Being a member of AAII means you probably take an active role in some or all of your investment decisions. Many members use online discount brokers to buy and sell securities. Increasingly, these brokers have added research tools, analysis and data for customers to supplement their low commissions and to differentiate themselves from competitors. This happens at a time when AAII members are placing more and more importance on these features. According to AAII’s Online Discount Broker Survey, the importance of services has increased among our members from 23% in 2004 to 30% in 2009.
In the past, we have featured a guide to online brokers that simply listed the offerings of over 50 discount brokers. This year, we narrow our focus and take a more in-depth look at the research and analysis tools and offerings of the top five brokers used by AAII members. Our comparison should allow you to better judge the differences between each broker and find the one that fits your needs.
To determine which brokers our members use the most, we turned to AAII’s Online Discount Broker Survey. This ongoing survey polls members on their experience with discount brokers and what they feel is important when selecting a broker. We also tally the most popular brokers used by members. Table 1 lists the five most popular brokers as rated by AAII members in 2009. The table also shows how members have rated these brokers based on overall satisfaction, service reliability, trade price, and execution speed.
|Ratings (Top Score = 4)|
|Source: AAII Discount Broker Survey, AAII.com.|
To view results and participate in this ongoing survey, visit AAII.com, select “Investor Surveys” from the left navigation bar under “Tools” and click on the Online Discount Broker Survey link.
The comparison grid here shows details the offerings of the five most popular brokers among AAII members: Charles Schwab, E*Trade, Fidelity Investments, Scottrade, and TD Ameritrade.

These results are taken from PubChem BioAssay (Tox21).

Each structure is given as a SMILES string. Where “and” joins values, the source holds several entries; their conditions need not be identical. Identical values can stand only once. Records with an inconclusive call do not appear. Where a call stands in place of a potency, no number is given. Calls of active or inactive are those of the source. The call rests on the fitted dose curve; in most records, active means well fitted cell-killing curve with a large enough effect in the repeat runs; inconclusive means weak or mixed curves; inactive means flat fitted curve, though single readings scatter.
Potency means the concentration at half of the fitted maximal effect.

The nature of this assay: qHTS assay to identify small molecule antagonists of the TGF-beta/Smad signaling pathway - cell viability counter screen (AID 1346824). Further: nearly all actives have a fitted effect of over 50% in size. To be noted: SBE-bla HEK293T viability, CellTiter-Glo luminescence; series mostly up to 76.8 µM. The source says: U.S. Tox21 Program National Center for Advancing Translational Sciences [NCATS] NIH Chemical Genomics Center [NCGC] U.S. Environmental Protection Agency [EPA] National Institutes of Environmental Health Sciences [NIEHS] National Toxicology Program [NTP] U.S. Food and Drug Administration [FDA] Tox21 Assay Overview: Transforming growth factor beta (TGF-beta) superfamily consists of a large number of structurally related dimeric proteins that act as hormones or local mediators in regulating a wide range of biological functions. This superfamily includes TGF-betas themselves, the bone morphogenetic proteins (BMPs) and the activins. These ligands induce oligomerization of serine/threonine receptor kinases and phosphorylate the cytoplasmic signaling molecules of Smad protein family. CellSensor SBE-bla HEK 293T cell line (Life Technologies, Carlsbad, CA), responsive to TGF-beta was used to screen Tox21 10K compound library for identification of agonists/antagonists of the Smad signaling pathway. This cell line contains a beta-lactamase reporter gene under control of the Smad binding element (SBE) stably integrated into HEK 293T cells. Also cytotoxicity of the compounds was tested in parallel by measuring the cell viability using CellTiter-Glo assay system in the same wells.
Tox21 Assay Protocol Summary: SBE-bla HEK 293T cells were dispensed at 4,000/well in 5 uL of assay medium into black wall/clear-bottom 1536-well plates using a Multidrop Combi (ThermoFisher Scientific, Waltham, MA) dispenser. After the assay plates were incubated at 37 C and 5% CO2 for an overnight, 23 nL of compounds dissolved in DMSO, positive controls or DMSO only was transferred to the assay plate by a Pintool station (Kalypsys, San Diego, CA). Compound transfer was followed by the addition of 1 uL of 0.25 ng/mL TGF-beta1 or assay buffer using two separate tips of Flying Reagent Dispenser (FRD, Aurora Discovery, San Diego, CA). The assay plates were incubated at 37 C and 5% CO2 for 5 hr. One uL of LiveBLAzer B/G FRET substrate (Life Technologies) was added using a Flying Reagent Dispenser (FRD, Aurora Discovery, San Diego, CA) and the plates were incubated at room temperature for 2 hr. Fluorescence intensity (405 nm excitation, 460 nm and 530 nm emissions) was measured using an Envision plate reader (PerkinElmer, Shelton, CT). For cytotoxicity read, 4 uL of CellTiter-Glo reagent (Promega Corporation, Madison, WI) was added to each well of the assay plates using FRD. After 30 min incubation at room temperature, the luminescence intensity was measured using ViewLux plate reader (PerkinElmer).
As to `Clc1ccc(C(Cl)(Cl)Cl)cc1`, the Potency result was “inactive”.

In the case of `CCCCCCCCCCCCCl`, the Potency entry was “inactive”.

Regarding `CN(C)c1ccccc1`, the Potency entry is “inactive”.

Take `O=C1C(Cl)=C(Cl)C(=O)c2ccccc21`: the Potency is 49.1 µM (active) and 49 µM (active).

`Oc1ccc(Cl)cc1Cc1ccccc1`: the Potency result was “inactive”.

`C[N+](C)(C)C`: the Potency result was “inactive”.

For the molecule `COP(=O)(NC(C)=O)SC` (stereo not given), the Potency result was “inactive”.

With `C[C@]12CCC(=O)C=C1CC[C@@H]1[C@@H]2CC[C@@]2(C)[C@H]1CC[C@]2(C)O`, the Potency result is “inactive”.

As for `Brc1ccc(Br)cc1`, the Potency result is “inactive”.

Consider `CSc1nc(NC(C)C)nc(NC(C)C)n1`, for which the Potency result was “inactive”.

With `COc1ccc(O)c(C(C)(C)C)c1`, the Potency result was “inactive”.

The grid highlights the tools of interest to most investors; the following describes what you should expect to see in regard to these services at the Web sites.
Online brokerage firms typically offer two types of trading platforms: one for typical investors and one for active traders (usually those who trade on a daily or weekly basis). The trading platforms mainly differ in the interface and the control investors have over each order. For a typical investor, the Web-based interface is all that is needed.
Web-based platforms allow for buying and selling stocks, mutual funds, exchange-traded funds ETFs and sometimes options. All will allow you to place orders for buying and selling using limit and market orders; the row labeled “Additional Order Types” denotes any other types of orders allowed. All also allow customization of order fulfillment such as a day order, good-until-canceled, etc.
The typical Web interface requires you to enter a ticker symbol, number of shares to trade and the order type. All brokers will alert you when the trade has been executed. In addition, you should be able to set up portfolio and individual security alerts for monitoring current holdings and potential purchases. Most brokers allow you to set up price and volume alerts and some will also send e-mail alerts based on news.
Finally, some brokers let you set up trade triggers that allow you to specify conditions for automatic buying and selling. Triggers can include volume, bid/ask spreads, and daily price change to trigger any kind of order (market, limit, stop, etc.).
Most active trading platforms are software-based and run from your computer’s hard drive. All offer streaming real-time quotes, which means you will need a constant connection to the Internet to receive up-to-date price and volume data. Usually, charts are also updated in real-time.
In addition to flexible order types and fulfillment customization, some brokers offer direct access to the market, which allows you to specify the order route as well. Direct access provides a number of advantages to individual investors by cutting out the middle man. You can choose the exchange, make trades more quickly, and have more control over the trade price.